Missouri, like other states in the country, has laws that prohibit driving while under the influence of alcohol or drugs. As one would expect, these laws place limits on the amount of alcohol a person can have in their blood while driving. If a person is found driving while over these limits, they may lose their driver's license and be required to agree to future alcohol and drug testing.
Missouri residents may be charged with drunk driving based on the results provided by a flawed breath test machine. That was the main takeaway of a report published by the New York Times. The New York Times report was based on a broader survey that examined the accuracy of these machines across the nation. In Massachusetts, 36,000 cases were thrown over a period of 12 months because of a myriad of problems with evidence gathered by breath test devices.
Police officers in Missouri and around the country usually rely on the results of breath tests to determine whether or not a motorist consumed alcohol before getting behind the wheel, but the devices used to conduct these tests do not always reveal the complete picture. There is an obscure medical condition that changes the way carbohydrates are digested, and it can lead to significantly elevated blood alcohol levels even when a person has consumed no alcohol at all.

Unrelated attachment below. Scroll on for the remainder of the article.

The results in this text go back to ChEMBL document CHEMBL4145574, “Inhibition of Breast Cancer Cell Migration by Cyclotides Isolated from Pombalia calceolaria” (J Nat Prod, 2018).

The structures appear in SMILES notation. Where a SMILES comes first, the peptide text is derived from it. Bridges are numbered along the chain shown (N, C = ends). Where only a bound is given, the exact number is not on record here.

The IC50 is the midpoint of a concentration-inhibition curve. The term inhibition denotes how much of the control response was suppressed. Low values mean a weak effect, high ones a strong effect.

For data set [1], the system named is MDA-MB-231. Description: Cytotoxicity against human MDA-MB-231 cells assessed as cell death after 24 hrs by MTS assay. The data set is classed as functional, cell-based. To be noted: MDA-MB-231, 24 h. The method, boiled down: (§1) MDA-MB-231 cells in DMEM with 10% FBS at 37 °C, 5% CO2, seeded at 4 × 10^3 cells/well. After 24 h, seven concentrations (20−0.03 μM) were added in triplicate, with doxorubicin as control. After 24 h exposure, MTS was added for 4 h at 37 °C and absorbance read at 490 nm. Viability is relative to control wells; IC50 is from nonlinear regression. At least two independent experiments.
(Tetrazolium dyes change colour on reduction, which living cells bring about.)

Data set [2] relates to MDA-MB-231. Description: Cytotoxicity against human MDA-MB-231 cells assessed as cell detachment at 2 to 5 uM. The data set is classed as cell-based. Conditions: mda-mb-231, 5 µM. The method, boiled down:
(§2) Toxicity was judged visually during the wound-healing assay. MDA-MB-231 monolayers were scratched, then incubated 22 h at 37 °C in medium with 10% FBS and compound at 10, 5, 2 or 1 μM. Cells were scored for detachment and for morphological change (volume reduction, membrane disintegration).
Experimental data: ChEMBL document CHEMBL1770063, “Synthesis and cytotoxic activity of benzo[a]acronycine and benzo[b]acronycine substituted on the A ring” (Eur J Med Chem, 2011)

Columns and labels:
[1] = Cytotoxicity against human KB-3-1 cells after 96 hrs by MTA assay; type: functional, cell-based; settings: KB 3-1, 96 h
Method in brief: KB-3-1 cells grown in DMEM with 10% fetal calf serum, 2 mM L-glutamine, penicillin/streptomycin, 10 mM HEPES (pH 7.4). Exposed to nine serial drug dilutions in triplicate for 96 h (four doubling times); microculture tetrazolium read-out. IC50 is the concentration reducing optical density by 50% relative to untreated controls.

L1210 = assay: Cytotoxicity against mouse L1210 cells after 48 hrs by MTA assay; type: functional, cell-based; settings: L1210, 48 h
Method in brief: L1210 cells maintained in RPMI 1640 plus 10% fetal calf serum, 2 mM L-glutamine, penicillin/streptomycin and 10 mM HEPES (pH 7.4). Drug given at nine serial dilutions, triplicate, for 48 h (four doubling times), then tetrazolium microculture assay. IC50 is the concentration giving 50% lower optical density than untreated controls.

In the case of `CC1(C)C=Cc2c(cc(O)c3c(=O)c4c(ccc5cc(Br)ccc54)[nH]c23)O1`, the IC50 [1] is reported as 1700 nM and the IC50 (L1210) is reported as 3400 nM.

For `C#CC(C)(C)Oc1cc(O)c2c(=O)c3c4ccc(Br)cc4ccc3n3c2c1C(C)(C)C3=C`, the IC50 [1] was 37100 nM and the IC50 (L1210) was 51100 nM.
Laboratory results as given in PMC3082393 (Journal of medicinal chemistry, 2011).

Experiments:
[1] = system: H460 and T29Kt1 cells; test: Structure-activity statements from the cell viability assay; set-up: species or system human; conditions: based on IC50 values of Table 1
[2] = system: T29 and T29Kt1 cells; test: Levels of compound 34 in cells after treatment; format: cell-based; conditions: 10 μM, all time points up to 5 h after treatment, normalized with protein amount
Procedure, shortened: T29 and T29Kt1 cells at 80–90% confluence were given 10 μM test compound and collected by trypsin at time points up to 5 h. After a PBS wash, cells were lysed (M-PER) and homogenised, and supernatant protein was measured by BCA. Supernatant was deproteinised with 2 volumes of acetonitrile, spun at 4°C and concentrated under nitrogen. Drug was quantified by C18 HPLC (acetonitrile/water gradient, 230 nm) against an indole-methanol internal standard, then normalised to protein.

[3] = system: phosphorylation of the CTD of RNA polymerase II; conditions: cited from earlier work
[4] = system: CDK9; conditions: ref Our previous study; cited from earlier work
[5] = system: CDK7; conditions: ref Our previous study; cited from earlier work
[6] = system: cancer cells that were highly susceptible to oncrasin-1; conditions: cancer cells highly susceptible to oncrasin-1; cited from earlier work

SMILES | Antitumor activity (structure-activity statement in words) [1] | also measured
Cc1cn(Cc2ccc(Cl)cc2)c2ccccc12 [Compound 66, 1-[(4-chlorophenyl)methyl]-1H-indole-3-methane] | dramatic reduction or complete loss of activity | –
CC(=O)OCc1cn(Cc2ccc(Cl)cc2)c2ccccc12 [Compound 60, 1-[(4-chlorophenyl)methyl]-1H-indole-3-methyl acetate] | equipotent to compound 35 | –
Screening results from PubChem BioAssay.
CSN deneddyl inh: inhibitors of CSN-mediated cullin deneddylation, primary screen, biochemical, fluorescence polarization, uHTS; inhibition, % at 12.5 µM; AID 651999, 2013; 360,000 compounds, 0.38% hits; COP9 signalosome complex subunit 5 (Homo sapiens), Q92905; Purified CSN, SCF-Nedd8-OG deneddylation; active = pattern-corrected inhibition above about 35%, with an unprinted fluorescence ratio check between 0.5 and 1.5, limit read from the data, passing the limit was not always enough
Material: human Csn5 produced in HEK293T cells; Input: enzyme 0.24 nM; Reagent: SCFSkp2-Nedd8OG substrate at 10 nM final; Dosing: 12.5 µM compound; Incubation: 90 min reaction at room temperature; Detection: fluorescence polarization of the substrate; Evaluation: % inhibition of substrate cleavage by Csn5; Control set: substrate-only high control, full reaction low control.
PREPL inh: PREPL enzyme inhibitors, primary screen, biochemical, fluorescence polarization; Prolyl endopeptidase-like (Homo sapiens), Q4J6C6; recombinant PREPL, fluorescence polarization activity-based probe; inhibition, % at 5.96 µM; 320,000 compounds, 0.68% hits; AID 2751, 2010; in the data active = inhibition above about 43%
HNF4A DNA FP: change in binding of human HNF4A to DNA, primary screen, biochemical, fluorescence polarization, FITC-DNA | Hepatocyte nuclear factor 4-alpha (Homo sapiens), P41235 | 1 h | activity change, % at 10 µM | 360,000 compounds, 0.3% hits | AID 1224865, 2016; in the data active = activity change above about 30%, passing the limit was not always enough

As cannabis becomes decriminalized or legalized for recreational or medical use in Missouri and many other states, questions have been raised about driving under the influence of marijuana. Drunk driving charges are based on blood alcohol concentration, or BAC, and the legal limit of 0.08 was established after lengthy studies examining the effect of alcohol on driving. It is relatively easy for police to test BAC without invasive devices by making use of roadside or in-station breath tests. The driver blows into the device, which measures BAC through assessing alcohol in the breath. While the breath test is now standard and widely accepted, it was initially controversial and heavily disputed.
When criminal defense attorneys in Missouri and around the country represent motorists accused of driving while intoxicated, they may question the reliability of toxicology evidence or the legality of a traffic stop. However, there are situations where attorneys may mount what is known as an affirmative defense. Attorneys mounting such a defense do not deny that their clients got behind the wheel after drinking, but they do introduce new facts to explain their behavior.
Once your license suspension for a DWI conviction in Missouri has expired, you must take certain steps to have your driving privileges reinstated.